Silicon Valley’s Creation Myth

Adam&EveOn Wednesday, Oct.1, the New York Times published an interesting piece by Nick Bilton that introduced us to Walter Isaacson’s new book, The Innovators: How a Group of Hackers, Geniuses, and Geeks Created the Digital Revolution.

A recurring theme of the book has to do with how the women in technology and their contributions to computer science have been dismissed or forgotten. According to Mr. Isaacson, it has to do with how the creation myth seeks to make heroes out of individuals, rather than the group. And when the contribution of the collective is ignored, he says, it is usually a man who gets the credit.

Bilton writes that, “The exclusion of these women has not only reinforced stereotypes about women and technology, but has arguably had a self-fulfilling effect. In 1985, 37 percent of computer science undergraduate degrees were earned by women. By 2010, that number had fallen by half to 18 percent. Now just 0.4 percent of all female college freshmen say they plan to major in computer science.”

When I was a programmer back in the 1980s it seemed like computer science was a great option for women because it was so new that it lacked the male-dominated culture that was already entrenched in so many other fields. These were the early days of automation and we were custom-coding applications at the time to move companies off of their old, manual bookkeeping systems, which meant writing code for everything from accounts payable to online inventory systems. I actually wrote the first accounts receivable program for Dale Carnegie and Associates in Garden City, NY. We worked hard and had a lot of fun.

So it is troubling to me to see such a small percentage of women pursuing computer science these days. I live and work in Silicon Valley so I have a personal interest in technology and in seeing women thrive in their careers here. I also get to ask the people I work with why there seems to be such a big decline in the number of women taking computer science in school. And the answer I routinely hear is the same, “they are not interested in it.” When I ask why, the young men that I know say they aren’t sure.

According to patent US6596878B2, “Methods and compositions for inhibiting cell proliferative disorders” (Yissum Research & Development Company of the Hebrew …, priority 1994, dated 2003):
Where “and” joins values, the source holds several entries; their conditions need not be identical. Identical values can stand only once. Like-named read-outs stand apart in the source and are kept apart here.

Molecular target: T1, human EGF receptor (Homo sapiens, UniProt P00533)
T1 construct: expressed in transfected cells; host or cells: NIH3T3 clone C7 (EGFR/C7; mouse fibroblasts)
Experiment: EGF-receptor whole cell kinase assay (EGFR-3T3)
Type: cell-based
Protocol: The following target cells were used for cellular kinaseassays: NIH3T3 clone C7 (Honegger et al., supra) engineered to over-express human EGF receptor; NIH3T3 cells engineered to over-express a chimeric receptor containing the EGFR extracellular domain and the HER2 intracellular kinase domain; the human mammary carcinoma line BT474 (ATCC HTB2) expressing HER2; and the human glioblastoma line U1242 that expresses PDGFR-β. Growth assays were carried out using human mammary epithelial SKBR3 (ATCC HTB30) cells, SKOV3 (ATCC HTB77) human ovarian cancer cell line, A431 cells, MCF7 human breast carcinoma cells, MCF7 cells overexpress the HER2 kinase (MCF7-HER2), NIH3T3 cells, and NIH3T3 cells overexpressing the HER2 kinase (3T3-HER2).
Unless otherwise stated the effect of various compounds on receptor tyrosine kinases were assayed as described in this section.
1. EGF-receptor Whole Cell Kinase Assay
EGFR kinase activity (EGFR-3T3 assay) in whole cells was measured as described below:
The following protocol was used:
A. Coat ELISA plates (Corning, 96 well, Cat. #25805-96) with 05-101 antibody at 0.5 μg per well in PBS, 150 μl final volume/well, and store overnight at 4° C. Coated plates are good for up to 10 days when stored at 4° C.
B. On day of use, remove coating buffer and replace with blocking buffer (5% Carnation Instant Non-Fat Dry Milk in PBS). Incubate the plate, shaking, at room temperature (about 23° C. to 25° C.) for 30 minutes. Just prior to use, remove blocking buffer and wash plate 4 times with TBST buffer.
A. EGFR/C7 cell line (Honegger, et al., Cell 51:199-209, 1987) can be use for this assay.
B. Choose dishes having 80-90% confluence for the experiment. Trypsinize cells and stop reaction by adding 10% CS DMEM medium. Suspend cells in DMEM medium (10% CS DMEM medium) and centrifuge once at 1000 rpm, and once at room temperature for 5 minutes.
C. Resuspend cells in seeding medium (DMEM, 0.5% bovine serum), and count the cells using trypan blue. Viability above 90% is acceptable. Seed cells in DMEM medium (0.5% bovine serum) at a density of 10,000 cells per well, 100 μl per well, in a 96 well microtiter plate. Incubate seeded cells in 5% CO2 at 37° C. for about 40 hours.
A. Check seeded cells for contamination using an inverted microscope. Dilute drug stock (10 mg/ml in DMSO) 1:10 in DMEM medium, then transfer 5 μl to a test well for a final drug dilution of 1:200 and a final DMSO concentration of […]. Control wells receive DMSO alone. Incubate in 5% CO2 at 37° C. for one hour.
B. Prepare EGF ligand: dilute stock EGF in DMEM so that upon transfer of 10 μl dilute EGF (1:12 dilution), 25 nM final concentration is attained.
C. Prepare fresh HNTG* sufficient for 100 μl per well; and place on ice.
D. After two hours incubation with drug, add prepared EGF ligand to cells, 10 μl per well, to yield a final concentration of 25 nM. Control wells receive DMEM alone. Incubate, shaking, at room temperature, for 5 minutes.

I have always believed that the technical opportunities were here for women. And in Silicon Valley most companies operate with a lot of flexibility, which is exactly what women and families need. But at the end of the day, it comes down to a choice. And what I really want to know is why so few women are are choosing to pursue a career in computer science.

It certainly doesn’t help that the New York Times editors decided to publish The Women Tech Forgot in the Fashion and Style section of the paper. That simply reinforces the old stereotype about women being more interested in fashion than anything else.

Where is Jill Abramson when we need her?

— DJ


One thought on “Silicon Valley’s Creation Myth

  1. Hi Di,

    Nice job. I think Lindsay will appreciate this one. Lack of gender diversity is a big issue at Google, FB, et al.

    Love, Hal

    Sent from Windows Mail


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